Australia’s PM Cuts Holiday Short After 2 Bushfire Deaths

By AAP
December 19, 2019 Updated: December 19, 2019
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Scott Morrison has cut short his family holiday in Hawaii and will return to Sydney as soon as possible after the deaths of two firefighters.

The prime minister has copped heavy criticism after taking leave during the bushfire crisis, which has triggered a state of emergency in NSW.

Intense bushfires are raging up and down the country’s east coast and millions of people are choking through thick smoke.

“I deeply regret any offense caused to any of the many Australians affected by the terrible bushfires by my taking leave with family at this time,” Morrison said on Friday. “I have been receiving regular updates on the bushfires disaster as well as the status of the search for and treatment of the victims of the White Island tragedy.”

nsw bushfires
A helicopter is seen during a bushfire near Bilpin, 90 km north west of Sydney, Australia, Dec. 19, 2019. (AAP Image/Mick Tsikas/via Reuters)

Two volunteer firefighters were killed in a crash near Buxton, south-west of Sydney, overnight.

Geoffrey Keaton, 32, and Andrew O’Dwyer, 36, from the Horsley Park brigade, were in a truck convoy near the town of Buxton late on Thursday when a tree fell into their path, causing the vehicle to roll off the road.

The two men—both fathers of young children—died at the scene, while three other firefighters were injured and have been hospitalized. They had been able to independently free themselves from the crashed truck.

“Given these most recent tragic events, I will be returning to Sydney from leave as soon as can be arranged,” Morrison said.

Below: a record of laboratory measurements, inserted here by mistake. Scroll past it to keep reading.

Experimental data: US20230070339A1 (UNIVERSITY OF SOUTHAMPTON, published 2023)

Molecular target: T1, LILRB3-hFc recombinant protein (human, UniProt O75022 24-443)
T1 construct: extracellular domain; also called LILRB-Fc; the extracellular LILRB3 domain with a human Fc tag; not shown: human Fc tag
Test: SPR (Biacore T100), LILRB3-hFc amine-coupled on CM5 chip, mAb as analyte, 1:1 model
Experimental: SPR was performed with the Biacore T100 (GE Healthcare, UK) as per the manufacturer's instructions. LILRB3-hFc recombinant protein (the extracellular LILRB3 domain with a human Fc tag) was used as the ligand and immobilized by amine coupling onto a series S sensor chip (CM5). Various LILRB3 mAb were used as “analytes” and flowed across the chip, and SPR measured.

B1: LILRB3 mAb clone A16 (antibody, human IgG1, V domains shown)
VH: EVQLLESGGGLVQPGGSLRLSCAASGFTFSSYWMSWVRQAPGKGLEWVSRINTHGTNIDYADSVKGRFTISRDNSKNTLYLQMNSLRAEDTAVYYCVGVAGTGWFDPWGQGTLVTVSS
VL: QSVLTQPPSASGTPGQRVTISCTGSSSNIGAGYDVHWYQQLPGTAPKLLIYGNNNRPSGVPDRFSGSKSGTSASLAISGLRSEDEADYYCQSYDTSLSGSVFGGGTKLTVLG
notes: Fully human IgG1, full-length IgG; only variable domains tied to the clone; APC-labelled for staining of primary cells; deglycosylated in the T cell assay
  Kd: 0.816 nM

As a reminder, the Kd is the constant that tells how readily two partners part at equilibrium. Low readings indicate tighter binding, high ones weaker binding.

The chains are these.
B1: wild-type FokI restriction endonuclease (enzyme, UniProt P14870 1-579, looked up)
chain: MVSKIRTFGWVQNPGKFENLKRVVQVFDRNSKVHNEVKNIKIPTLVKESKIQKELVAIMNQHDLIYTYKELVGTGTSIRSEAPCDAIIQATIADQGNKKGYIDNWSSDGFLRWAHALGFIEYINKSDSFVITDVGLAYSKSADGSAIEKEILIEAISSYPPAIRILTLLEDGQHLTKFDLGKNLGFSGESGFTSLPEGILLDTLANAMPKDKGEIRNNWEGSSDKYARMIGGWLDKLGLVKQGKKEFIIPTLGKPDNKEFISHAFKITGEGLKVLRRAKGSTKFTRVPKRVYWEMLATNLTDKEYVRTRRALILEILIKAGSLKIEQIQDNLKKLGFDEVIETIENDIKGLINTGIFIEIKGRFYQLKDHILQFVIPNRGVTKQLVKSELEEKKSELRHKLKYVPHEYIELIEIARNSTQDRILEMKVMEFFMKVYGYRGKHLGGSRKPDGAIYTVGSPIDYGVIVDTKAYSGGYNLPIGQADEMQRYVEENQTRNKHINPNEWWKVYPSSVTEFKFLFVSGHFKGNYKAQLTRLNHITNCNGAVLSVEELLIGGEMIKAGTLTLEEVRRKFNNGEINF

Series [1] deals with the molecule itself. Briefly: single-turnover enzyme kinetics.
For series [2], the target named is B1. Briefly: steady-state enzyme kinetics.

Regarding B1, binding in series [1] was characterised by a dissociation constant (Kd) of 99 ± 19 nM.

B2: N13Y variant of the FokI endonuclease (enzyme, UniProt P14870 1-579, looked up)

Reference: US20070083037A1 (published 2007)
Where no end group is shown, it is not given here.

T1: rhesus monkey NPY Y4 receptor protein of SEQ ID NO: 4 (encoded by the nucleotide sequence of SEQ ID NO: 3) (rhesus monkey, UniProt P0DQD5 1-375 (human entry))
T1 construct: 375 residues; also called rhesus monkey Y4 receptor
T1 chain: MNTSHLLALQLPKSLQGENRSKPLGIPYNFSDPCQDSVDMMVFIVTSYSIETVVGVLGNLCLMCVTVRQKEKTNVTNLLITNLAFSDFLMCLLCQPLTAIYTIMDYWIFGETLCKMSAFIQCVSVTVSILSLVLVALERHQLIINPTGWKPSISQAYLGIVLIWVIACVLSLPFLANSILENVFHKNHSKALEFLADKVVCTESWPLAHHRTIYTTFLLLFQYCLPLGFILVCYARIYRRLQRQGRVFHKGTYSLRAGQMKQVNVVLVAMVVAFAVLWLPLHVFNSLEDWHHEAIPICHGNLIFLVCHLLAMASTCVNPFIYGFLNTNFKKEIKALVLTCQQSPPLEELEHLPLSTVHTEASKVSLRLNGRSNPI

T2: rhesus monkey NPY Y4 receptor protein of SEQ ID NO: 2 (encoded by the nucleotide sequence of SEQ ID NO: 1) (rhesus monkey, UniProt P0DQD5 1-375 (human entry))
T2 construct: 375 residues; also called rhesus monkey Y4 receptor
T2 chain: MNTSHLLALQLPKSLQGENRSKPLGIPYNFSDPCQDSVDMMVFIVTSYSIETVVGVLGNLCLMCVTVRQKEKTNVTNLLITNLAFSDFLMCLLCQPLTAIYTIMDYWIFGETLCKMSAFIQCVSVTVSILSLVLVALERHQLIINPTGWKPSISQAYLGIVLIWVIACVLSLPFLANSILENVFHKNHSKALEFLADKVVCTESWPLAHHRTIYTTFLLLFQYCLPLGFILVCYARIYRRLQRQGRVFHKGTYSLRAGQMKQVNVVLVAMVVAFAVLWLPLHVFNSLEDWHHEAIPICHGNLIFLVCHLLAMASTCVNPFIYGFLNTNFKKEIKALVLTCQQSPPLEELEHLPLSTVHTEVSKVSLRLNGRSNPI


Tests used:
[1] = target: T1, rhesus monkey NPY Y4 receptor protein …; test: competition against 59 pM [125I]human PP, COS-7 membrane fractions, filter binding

The prime minister’s wife and daughters will remain in Hawaii.

“It’s unfortunate it’s come at such a terrible time, particularly for those living in and around Sydney and NSW,” he told Sydney radio 2GB. “It’s just devastating to be here and see what’s happening there, so I’m pleased to be returning.

“If I can provide some moral support to those who are out there doing it tough, then that’s what I can do, and that’s what I’ll be very glad to do.”

Morrison is still trying to arrange his return flights.

Police block the Old Hume Highway as a blaze jumps the road near the town of Tahmoor as the Green Wattle Creek Fire threatens a number of communities in the south west of Sydney
Police block the Old Hume Highway as a blaze jumps the road near the town of Tahmoor as the Green Wattle Creek Fire threatens a number of communities in the south west of Sydney, Australia, Dec. 19, 2019. (AAP Image/Dean Lewins/via Reuters)

The prime minister’s office has been heavily criticized for keeping the holiday relatively secret.

His leave was brought forward from January due to engagements in India and Japan.

But many people have questioned Morrison’s judgment for going on holidays during the fires.

Opposition Leader Anthony Albanese said the prime minister’s leave was a matter for him.

“He made the decision and it’s a matter for his judgment when he goes on holiday,” Albanese told reporters at a bushfire ground outside Sydney.

“I think one of the issues has been the lack of information and transparency around this.”

Albanese also criticized the prime minister for earlier suggesting volunteer firefighters “wanted to be” battling the relentless blazes.

“I tell you what, that was deeply felt,” he said.

“He should really retract those comments that he made because it was raised with me on multiple occasions this morning.

“Those comments are inappropriate, these people don’t want to be out fighting fires, they’re doing it because of their commitment to their fellow Australians.”

The prime minister expressed condolences and sympathies to the families of the two firefighters killed.

“They were bravely defending their communities with an unmatched spirit and a dedication that will forever set them apart amongst our most courageous Australians,” he said.

“Their sacrifice and service saving lives and saving properties will be forever remembered. I wish those injured all the best in their recovery.”

By Daniel McCulloch